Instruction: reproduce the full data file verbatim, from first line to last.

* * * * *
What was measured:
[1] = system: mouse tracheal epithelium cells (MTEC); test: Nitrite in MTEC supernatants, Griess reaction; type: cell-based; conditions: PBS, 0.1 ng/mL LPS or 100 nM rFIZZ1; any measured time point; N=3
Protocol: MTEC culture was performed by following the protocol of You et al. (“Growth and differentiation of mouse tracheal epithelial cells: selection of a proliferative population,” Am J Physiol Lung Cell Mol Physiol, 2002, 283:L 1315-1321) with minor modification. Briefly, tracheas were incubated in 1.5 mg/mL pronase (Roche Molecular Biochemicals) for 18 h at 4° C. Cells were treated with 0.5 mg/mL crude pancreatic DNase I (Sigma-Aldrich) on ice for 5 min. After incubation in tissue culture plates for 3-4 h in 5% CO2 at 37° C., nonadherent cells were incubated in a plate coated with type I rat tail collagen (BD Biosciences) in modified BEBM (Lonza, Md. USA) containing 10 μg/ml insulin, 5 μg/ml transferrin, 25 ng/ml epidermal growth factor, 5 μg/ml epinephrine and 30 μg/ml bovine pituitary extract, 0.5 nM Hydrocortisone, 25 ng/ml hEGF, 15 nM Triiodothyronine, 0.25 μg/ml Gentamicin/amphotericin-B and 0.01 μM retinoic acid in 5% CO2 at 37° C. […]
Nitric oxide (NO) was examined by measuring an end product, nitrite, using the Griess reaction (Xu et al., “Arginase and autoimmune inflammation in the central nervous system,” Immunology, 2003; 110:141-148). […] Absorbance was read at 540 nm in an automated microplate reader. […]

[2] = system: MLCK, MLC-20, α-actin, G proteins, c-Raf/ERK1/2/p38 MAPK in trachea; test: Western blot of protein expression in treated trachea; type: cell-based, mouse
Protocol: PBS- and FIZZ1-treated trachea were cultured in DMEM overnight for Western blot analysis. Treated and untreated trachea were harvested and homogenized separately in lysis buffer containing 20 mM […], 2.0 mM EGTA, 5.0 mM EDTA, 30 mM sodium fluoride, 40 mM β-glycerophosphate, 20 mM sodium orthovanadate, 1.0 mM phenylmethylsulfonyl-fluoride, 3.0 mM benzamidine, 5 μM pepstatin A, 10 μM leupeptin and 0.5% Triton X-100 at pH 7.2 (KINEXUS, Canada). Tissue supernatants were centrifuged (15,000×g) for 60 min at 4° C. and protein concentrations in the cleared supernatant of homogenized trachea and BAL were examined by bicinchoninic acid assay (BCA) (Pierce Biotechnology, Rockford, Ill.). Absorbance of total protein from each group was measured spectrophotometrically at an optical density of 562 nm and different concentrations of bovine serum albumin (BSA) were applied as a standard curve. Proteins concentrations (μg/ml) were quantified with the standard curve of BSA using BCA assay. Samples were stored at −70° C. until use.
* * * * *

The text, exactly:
What was measured:
[1] = system: mouse tracheal epithelium cells (MTEC); test: Nitrite in MTEC supernatants, Griess reaction; type: cell-based; conditions: PBS, 0.1 ng/mL LPS or 100 nM rFIZZ1; any measured time point; N=3
Protocol: MTEC culture was performed by following the protocol of You et al. (“Growth and differentiation of mouse tracheal epithelial cells: selection of a proliferative population,” Am J Physiol Lung Cell Mol Physiol, 2002, 283:L 1315-1321) with minor modification. Briefly, tracheas were incubated in 1.5 mg/mL pronase (Roche Molecular Biochemicals) for 18 h at 4° C. Cells were treated with 0.5 mg/mL crude pancreatic DNase I (Sigma-Aldrich) on ice for 5 min. After incubation in tissue culture plates for 3-4 h in 5% CO2 at 37° C., nonadherent cells were incubated in a plate coated with type I rat tail collagen (BD Biosciences) in modified BEBM (Lonza, Md. USA) containing 10 μg/ml insulin, 5 μg/ml transferrin, 25 ng/ml epidermal growth factor, 5 μg/ml epinephrine and 30 μg/ml bovine pituitary extract, 0.5 nM Hydrocortisone, 25 ng/ml hEGF, 15 nM Triiodothyronine, 0.25 μg/ml Gentamicin/amphotericin-B and 0.01 μM retinoic acid in 5% CO2 at 37° C. […]
Nitric oxide (NO) was examined by measuring an end product, nitrite, using the Griess reaction (Xu et al., “Arginase and autoimmune inflammation in the central nervous system,” Immunology, 2003; 110:141-148). […] Absorbance was read at 540 nm in an automated microplate reader. […]

[2] = system: MLCK, MLC-20, α-actin, G proteins, c-Raf/ERK1/2/p38 MAPK in trachea; test: Western blot of protein expression in treated trachea; type: cell-based, mouse
Protocol: PBS- and FIZZ1-treated trachea were cultured in DMEM overnight for Western blot analysis. Treated and untreated trachea were harvested and homogenized separately in lysis buffer containing 20 mM […], 2.0 mM EGTA, 5.0 mM EDTA, 30 mM sodium fluoride, 40 mM β-glycerophosphate, 20 mM sodium orthovanadate, 1.0 mM phenylmethylsulfonyl-fluoride, 3.0 mM benzamidine, 5 μM pepstatin A, 10 μM leupeptin and 0.5% Triton X-100 at pH 7.2 (KINEXUS, Canada). Tissue supernatants were centrifuged (15,000×g) for 60 min at 4° C. and protein concentrations in the cleared supernatant of homogenized trachea and BAL were examined by bicinchoninic acid assay (BCA) (Pierce Biotechnology, Rockford, Ill.). Absorbance of total protein from each group was measured spectrophotometrically at an optical density of 562 nm and different concentrations of bovine serum albumin (BSA) were applied as a standard curve. Proteins concentrations (μg/ml) were quantified with the standard curve of BSA using BCA assay. Samples were stored at −70° C. until use.